To gain entry into one of the Greater Victoria region’s most secure buildings, you’ll need an extensive background check, be willing to present your palm for identification and meet a variety of security clearance measures.
Or, you need to be on one of the Saanich Peninsula Chamber of Commerce’s Tours of Industry.
Stop two on this year’s tour was at CUBE Global Storage Ltd. There’s a mostly vacant lot in Sidney’s industrial park where the company plans to build a new facility — but that’s full of stored recreation vehicles right now. With engineering plans in the works and building permits on hold, construction of a new secure facility in Sidney will take longer than anticipated. So, it was off to the Royal Oak area to tour CUBE’s existing site — an unidentified building with high security denoting interesting things inside.
With cameras left behind, identities confirmed and visitor passes issued, guides split the tour participants into two manageable groups. At first glance, one might think CUBE is simply a storage facility. That may be true, but it’s what they store that sets the company apart from those self-storage places.
CUBE’s director of business development Bob Gignac led one of the groups and noted right away the unusual angles and turns in the main floor hallway.
“The place is designed to thwart security breaches,” Gignac explained.
The corridors are tight (a pair of Canadian Forces soldiers had to squeeze past the tour) with plenty of places to hide should calamity occur. There are security doors that require passwords, IDs and even palm scans.
Why so secret-squirrel?
CUBE Global Storage contains data — and lots of it. Sensitive stuff, too, from countries such as Russia, Korea and China. Companies who deal in the virtual world keep their proprietary data locked up in Victoria, said Gignac, due to the environment in Canada — politically stable and with no laws forcing information to come under official scrutiny.
As a data storage site, CUBE offers its clients a location for its information, website servers and more. For instance, said Gignac, the entire website for a local museum is based there. When people go online to visit it, they are going to the data centre at CUBE.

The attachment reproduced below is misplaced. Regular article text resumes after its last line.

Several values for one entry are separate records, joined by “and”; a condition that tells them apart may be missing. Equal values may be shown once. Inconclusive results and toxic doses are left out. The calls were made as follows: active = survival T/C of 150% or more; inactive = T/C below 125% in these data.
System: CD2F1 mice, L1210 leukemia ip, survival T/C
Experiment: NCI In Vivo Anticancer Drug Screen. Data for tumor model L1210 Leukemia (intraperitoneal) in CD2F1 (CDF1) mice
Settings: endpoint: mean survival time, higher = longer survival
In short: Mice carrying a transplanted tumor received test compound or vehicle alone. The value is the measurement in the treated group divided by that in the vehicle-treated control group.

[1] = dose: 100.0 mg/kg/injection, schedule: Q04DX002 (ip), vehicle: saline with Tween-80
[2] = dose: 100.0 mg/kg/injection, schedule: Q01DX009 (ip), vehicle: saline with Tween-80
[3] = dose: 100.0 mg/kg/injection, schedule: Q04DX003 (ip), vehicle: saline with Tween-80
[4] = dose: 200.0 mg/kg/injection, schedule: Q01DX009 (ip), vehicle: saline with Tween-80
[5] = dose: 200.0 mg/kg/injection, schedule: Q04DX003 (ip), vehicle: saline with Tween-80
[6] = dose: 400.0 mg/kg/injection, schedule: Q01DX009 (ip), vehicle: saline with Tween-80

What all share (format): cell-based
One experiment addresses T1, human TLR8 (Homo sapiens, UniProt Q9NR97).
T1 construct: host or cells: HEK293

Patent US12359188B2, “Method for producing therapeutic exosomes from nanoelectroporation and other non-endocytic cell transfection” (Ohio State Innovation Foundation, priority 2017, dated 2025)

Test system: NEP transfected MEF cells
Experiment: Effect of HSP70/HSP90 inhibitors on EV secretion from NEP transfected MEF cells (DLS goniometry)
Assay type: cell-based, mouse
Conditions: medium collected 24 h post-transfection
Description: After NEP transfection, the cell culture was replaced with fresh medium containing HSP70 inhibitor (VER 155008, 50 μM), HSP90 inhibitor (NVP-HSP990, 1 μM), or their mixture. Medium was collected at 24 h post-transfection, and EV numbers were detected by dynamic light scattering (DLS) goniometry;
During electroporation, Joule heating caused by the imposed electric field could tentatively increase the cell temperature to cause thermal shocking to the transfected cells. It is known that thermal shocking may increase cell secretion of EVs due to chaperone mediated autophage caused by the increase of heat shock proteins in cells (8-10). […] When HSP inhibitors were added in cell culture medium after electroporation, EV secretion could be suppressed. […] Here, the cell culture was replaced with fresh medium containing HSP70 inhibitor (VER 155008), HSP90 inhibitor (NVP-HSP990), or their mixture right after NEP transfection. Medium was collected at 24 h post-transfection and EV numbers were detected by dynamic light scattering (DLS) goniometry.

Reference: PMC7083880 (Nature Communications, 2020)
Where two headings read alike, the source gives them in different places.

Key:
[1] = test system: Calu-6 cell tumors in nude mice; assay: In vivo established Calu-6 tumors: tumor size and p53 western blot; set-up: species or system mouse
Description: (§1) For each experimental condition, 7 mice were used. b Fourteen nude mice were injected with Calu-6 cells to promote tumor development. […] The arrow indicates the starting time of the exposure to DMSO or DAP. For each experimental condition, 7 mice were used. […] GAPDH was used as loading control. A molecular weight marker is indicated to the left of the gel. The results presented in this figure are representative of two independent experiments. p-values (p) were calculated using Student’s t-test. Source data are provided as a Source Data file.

What this gives clients, Gignac continued, is a secure place to update and store information. In example, he said that a company in Victoria had its headquarters in Tennessee hit by a tornado. Within 24 hours, CUBE sent them their backed-up computer drives to allow them to keep operating. Within the building itself, Gignac said they have a disaster recovery room, available to clients whose physical locations are no longer secure due to flood, fire or other calamity.
The building is climate-controlled, able to withstand an earthquake and can resist fire. That comes in handy for CUBE’s documents room. It’s a warehouse space that is lined, floor-to-ceiling, with boxes of paper documents from various business and government offices. There’s an estimated 50,000 to 60,000 boxes stored there — that’s some 900,000 documents, but who’s counting? Gignac said they are at 90 to 95 per cent capacity and need to expand.
Their basement vault (not open to the tour) is also burgeoning with book collections and more valuable items whose clients want them kept safe.
Keeping the place in a level climate and with so many electronics in action, Gignac said their power use is always an issue — especially with electricity rates on the way up. As they expand, he said, CUBE is looking into its own generators, fuel cells and other options.
That expansion is going to be taking place in Sidney as well, with CUBE’s proposed robotic storage facility in the industrial park. Will it contain as many secrets as the existing Victoria building? We may never know. Unless the company is on the next Tour of Industry itinerary.